NAPA -- Wine e-commerce software developer and provider eWinery Solutions is expanding its headquarters to accommodate a 60 percent growth in revenue and 120 more winery clients in the past year.
An emphasis on selling more wine directly to customers had been growing in intensity in recent years for the profit potential, but "lousy" economic conditions in the past 18 months have made direct sales essential for wineries of various sizes, according to Ron Scharman, chief operating officer.
"That will continue this year," Mr. Scharman said. "All this wine bottled in 2006 with all these boutique brands, where are they going to sell their wine?"
Indeed, industry experts recently have forecast improvement in wine sales and that pricing will come in earnest in 2011.
[caption id="attachment_17912" align="alignleft" width="135" caption="Jon Fredrikson"][/caption]
Jon Fredrikson of Woodside-based Gomberg Fredrikson & Associates told several hundred industry professionals at the Unified Wine & Grape Symposium on Wednesday that a dramatic "reset" to consumer demand for high-end wines has occurred in the past 18 months. Taken together with a significant clogging of already constricted distribution channels and pressure from global competitors and lenders to reduce inventory quickly, a number of wine companies are looking to sell more wine directly to consumers.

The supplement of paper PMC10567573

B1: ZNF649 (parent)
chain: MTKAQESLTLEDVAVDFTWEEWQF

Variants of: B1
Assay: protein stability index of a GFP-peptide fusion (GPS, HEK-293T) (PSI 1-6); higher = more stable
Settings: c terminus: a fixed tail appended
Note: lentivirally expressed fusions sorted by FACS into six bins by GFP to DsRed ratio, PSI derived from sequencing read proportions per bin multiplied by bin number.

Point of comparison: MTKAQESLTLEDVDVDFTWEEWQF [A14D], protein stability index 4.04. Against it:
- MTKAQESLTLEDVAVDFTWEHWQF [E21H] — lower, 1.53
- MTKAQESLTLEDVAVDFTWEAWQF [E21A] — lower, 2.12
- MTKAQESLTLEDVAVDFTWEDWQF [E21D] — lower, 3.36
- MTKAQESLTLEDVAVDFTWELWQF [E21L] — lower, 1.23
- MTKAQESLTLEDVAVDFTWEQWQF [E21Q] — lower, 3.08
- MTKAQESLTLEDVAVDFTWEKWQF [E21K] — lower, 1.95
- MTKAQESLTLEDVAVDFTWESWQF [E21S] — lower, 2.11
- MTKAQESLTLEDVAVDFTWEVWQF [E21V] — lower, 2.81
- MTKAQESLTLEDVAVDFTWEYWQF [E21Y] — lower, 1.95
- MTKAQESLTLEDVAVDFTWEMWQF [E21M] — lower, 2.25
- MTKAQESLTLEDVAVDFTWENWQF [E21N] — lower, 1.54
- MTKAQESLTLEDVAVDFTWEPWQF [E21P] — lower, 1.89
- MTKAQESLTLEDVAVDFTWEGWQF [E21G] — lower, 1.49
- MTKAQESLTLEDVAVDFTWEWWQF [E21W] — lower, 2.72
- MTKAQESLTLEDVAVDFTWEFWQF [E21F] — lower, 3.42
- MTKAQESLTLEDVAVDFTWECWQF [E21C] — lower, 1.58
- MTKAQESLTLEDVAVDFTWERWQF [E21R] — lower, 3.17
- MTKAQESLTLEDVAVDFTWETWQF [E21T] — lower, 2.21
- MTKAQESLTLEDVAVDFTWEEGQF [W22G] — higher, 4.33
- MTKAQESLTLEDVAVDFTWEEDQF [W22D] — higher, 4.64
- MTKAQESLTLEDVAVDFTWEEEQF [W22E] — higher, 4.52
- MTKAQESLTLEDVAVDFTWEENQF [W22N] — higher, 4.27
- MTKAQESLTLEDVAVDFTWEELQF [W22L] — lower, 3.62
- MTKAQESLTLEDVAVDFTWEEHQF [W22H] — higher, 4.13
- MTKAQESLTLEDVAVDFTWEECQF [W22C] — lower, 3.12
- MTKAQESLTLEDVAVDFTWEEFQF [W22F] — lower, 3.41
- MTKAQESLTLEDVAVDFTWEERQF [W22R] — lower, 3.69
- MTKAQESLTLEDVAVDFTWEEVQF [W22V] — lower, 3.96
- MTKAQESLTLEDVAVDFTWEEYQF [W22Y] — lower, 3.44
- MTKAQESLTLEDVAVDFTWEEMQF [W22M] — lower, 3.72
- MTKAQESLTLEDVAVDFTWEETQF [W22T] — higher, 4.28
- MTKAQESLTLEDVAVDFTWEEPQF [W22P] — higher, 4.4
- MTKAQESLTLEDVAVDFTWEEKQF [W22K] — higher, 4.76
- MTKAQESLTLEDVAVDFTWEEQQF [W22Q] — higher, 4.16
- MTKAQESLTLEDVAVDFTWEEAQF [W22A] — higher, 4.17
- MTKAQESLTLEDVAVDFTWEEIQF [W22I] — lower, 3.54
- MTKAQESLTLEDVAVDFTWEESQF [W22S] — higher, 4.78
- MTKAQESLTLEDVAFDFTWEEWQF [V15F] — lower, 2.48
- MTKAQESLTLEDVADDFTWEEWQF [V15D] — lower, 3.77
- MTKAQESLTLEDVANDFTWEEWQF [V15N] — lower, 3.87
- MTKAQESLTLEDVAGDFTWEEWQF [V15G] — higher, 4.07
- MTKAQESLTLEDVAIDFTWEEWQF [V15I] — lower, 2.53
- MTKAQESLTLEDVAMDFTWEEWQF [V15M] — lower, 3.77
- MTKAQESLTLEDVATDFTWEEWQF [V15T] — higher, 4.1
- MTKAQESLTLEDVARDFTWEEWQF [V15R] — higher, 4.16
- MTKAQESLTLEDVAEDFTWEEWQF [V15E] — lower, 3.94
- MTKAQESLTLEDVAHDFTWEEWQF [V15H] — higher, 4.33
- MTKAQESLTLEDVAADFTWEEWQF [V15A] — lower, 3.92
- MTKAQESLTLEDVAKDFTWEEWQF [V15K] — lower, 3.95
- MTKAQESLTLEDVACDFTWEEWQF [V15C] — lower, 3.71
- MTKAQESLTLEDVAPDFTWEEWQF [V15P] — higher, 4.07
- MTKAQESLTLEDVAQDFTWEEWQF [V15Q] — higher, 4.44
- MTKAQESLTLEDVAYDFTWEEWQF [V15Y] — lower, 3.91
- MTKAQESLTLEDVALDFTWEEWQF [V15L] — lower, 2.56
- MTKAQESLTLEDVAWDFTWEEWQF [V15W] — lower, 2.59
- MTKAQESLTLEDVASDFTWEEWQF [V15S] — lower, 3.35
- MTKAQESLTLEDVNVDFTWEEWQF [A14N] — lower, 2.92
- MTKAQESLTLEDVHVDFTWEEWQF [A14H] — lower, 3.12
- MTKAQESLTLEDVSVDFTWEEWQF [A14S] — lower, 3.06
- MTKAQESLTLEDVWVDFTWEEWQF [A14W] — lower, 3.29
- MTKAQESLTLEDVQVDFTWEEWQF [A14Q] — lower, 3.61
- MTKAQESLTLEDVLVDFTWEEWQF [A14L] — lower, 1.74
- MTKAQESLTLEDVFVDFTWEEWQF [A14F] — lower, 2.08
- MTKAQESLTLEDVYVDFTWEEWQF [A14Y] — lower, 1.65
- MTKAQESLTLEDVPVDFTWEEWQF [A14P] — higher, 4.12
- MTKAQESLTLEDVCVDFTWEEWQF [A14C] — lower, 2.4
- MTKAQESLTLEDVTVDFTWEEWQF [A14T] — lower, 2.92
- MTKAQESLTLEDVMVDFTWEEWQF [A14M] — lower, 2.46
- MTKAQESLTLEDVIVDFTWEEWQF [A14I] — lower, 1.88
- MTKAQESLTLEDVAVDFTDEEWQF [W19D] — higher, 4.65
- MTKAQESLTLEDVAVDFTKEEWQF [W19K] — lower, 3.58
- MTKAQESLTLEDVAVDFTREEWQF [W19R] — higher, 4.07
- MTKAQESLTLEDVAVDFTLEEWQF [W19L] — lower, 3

eWinery Solutions provides Internet-based software that can manage Web sites, Internet and point-of-sale purchase fulfillment, regulatory compliance, preference-based marketing tools via e-mail and winery visit planners, telemarketing campaigns and allocations from one interface. These services are available as proprietary modules or as information gateways with technology partners such as Napa point-of-sale software developer Elypsis.
Last year, eWinery added features for allocations and winery visits. A module for allocation management was released when it became clear that some boutique producers who previously had sold all their inventory via allocation now were looking for direct-sales functionality such as a Web site shopping cart.
eWinery also formed a partnership with Napa software startup VinoVisit to allow eWinery users to accept reservations for winetasting visits via the Internet and to have consumers tell them more about themselves. As more consumers are doing more information gleaning via smart phones, eWinery plans to release a mobile application this year that will facilitate mobile transactions, as is common for everyday purchases in Japan currently.
[caption id="attachment_17978" align="alignright" width="358" caption="Ron Scharman, COO (left), and Dick Kline, CEO"][/caption]
Started by Chief Executive Officer Dick Kline in 2003, the company grew gradually with working capital from Bridge Bank of San Jose and a business model based on a sliding-scale software cost and flat monthly fees for service modules rather than a percentage of sales. The model, at first a money-losing enterprise, was designed to make it affordable for tiny wineries to start using and for big wine companies to keep using, according to Mr. Scharman.
eWinery Solutions now has more than 300 clients ranging from boutiques making 200 cases a year to large wine companies with millions of cases and dozens of brands. Clients include E&J Gallo, Brown-Forman Corp., Trinchero Family Estates, Far Niente, Araujo and Bryant.
"We're a seven-figure company," Mr. Scharman said, declining to be more specific about annual revenue.